Parental drinking in Australia: Does the age of children in the home matter? Academic Article uri icon

abstract

  • INTRODUCTION AND AIMS:Parental role modelling of alcohol use is known to influence alcohol consumption in adolescence and in later life. This study aimed to assess relationships between parental status, child age and alcohol consumption, which have not been well documented. DESIGN AND METHODS:Data were sourced from the 2013 Australian National Drug Strategy Household Survey. Analyses were conducted for 25-55 year olds (n = 11 591) by parental status, gender and age of youngest child in the household, controlling for socio-demographic factors. RESULTS:Parents were less likely than non-parents to exceed the alcohol guideline for increased lifetime risk (18.2% vs. 24.2%) and short-term risk: at least weekly (14.2% vs. 21.2%); and at least monthly (27.5% vs. 35.9%). Fathers were just as likely to exceed the guidelines for lifetime risk as other men, but those with children aged 0-2, were less likely to exceed the guideline for short-term risk. Women were least likely to exceed the guideline for lifetime risk if they had children aged 0-2, 6-11 or 15 years and over, or the guideline for short-term risk, if they had children aged 0-2, or 15 years and over in the household. Parents were more likely to report drinking in the home. DISCUSSION AND CONCLUSIONS:Parents were less likely to exceed alcohol guidelines than non-parents, especially mothers whose youngest child was an infant or in high school or older. Consistent with population rates in men, fathers were more likely to exceed alcohol guidelines than mothers, and this excess consumption warrants public health attention.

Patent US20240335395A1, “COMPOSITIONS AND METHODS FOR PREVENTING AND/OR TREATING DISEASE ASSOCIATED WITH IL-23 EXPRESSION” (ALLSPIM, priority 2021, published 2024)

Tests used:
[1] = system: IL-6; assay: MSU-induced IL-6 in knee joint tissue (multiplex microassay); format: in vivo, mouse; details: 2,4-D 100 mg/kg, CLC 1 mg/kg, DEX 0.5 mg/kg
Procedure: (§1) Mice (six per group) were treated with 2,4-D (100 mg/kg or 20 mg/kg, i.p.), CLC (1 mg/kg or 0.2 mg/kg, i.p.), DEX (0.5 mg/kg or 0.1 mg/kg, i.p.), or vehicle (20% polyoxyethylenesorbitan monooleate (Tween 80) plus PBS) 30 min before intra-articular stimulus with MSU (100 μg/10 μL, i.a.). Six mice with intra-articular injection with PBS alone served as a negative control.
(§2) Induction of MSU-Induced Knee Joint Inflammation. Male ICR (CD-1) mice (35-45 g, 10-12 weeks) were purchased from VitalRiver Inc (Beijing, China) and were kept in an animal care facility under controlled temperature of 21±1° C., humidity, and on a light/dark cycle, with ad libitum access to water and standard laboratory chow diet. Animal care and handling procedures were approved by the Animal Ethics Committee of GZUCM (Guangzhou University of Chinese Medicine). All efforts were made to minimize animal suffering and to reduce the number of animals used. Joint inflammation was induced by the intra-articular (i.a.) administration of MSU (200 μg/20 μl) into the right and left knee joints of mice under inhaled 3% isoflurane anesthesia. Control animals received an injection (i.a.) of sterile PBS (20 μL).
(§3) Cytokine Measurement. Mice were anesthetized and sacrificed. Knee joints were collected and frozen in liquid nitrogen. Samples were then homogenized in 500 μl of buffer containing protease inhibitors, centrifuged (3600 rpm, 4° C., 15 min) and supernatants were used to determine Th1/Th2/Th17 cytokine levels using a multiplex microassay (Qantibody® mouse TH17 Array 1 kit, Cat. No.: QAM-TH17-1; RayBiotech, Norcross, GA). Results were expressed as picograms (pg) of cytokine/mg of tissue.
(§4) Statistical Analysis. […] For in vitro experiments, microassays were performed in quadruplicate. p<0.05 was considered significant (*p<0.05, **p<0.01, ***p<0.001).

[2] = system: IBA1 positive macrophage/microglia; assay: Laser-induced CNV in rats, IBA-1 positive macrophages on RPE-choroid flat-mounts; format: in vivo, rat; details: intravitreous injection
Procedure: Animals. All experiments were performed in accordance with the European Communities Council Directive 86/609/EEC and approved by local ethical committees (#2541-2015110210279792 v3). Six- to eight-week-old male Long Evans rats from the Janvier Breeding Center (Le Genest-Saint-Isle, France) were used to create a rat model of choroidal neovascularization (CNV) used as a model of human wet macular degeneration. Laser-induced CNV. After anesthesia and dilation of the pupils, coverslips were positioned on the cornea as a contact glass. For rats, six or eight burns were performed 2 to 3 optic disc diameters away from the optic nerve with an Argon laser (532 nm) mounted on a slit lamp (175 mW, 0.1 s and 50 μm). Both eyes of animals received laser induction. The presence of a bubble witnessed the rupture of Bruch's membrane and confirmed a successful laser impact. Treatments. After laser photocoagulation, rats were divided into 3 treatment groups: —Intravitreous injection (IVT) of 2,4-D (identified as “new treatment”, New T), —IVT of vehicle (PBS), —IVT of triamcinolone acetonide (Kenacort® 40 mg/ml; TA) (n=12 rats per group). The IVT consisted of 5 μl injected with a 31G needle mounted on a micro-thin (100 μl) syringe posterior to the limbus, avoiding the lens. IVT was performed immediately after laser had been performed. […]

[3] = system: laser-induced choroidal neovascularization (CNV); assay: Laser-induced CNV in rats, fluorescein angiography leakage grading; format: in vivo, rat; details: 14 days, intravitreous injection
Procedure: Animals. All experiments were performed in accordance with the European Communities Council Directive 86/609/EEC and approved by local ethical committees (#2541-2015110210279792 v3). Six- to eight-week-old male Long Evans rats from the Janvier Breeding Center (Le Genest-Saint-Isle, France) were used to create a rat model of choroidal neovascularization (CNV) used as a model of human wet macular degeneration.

publication date

  • 2018